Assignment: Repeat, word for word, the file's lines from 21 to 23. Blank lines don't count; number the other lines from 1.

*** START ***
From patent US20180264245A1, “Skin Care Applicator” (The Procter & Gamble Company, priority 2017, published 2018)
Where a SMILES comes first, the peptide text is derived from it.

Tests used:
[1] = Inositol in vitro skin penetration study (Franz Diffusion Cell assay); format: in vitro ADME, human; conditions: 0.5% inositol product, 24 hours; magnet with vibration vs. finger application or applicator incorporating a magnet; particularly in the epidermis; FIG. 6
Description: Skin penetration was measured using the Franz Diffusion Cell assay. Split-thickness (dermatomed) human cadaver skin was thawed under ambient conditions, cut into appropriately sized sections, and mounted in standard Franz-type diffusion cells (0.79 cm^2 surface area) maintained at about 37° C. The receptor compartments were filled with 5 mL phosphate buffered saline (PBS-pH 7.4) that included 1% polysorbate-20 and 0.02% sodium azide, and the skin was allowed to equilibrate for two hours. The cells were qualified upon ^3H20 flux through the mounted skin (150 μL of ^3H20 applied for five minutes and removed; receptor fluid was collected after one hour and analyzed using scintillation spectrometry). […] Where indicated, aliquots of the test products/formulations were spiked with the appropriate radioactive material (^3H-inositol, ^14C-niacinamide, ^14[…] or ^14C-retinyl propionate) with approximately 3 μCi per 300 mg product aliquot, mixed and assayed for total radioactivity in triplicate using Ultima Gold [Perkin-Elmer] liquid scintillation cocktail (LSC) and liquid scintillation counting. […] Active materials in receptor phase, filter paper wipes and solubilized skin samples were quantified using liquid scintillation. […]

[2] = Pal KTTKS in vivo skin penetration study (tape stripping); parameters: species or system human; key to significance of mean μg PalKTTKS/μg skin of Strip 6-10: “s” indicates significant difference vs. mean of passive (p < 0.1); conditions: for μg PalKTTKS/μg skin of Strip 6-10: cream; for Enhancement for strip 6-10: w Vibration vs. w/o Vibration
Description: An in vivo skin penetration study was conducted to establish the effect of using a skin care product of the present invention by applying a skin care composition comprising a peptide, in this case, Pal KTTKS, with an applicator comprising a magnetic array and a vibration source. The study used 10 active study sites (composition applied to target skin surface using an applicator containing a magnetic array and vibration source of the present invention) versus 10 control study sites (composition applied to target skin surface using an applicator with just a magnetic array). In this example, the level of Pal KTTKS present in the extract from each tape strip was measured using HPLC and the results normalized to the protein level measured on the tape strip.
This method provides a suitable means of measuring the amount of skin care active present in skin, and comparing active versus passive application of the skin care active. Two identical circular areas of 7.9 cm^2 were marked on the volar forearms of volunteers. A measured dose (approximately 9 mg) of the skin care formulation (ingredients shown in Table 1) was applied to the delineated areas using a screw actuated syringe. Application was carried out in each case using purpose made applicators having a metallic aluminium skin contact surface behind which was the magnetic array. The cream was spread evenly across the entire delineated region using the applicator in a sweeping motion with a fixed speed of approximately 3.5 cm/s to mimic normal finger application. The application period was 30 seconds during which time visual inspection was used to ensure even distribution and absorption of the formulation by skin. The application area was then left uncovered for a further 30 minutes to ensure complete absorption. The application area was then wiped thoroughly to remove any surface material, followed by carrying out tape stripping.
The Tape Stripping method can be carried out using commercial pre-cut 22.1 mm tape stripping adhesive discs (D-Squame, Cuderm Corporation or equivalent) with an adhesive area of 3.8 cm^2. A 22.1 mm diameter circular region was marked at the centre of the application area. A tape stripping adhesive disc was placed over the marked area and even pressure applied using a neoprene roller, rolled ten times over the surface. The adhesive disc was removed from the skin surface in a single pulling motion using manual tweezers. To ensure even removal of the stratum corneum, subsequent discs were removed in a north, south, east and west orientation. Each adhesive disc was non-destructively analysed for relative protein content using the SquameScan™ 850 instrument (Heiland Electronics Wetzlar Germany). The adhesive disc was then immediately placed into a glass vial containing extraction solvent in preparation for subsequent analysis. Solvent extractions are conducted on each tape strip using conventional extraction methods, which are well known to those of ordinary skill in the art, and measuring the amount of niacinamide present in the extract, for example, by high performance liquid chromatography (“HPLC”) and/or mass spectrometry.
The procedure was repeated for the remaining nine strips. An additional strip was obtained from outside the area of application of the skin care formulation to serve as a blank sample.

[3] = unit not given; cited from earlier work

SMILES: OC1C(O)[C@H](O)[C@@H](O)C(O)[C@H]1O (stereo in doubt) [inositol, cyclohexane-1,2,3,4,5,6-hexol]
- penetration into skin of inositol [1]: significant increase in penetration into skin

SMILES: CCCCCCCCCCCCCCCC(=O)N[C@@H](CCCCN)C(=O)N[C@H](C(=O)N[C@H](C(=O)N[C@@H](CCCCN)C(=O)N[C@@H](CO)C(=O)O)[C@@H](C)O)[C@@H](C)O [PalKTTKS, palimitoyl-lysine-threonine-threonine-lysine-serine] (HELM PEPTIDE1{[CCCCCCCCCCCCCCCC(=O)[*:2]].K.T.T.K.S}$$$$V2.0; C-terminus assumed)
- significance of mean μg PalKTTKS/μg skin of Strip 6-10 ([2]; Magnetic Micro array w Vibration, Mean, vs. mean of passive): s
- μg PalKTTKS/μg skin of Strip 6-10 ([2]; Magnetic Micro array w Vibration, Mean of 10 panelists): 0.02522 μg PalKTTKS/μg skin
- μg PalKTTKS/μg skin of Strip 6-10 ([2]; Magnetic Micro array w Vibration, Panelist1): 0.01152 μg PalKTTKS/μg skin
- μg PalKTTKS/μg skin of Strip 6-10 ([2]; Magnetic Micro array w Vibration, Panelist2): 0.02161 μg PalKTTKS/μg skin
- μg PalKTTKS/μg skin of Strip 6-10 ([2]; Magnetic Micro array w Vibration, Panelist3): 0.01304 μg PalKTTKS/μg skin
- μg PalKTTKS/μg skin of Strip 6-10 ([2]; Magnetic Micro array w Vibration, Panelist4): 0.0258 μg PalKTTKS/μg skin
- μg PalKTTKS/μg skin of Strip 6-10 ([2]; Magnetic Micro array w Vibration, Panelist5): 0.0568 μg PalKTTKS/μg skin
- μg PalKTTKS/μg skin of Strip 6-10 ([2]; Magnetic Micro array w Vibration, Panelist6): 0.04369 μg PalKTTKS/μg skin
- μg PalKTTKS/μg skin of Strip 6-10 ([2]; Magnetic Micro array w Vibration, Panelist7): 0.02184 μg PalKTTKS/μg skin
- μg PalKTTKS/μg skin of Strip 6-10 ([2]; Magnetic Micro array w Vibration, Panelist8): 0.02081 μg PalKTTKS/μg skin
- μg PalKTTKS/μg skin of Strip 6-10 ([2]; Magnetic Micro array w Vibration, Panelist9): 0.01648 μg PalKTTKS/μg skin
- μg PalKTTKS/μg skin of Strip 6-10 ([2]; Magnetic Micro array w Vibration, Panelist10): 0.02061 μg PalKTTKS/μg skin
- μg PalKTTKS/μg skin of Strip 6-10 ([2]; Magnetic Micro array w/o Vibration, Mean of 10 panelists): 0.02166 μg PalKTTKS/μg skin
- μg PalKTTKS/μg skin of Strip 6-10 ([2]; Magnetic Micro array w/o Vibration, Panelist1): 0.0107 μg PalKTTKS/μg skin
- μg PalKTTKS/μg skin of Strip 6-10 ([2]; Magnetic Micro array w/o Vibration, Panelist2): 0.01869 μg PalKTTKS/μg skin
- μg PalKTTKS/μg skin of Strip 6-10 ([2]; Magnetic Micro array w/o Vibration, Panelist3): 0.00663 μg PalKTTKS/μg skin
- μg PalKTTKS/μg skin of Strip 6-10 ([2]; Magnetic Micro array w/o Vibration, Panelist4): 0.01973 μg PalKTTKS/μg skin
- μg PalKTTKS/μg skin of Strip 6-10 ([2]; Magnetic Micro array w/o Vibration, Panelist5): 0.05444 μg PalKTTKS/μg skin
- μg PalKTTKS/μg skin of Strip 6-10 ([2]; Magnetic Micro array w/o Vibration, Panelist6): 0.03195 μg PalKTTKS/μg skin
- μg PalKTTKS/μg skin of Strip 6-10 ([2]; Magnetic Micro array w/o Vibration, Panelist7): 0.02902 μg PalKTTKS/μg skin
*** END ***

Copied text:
- μg PalKTTKS/μg skin of Strip 6-10 ([2]; Magnetic Micro array w Vibration, Panelist5): 0.0568 μg PalKTTKS/μg skin
- μg PalKTTKS/μg skin of Strip 6-10 ([2]; Magnetic Micro array w Vibration, Panelist6): 0.04369 μg PalKTTKS/μg skin
- μg PalKTTKS/μg skin of Strip 6-10 ([2]; Magnetic Micro array w Vibration, Panelist7): 0.02184 μg PalKTTKS/μg skin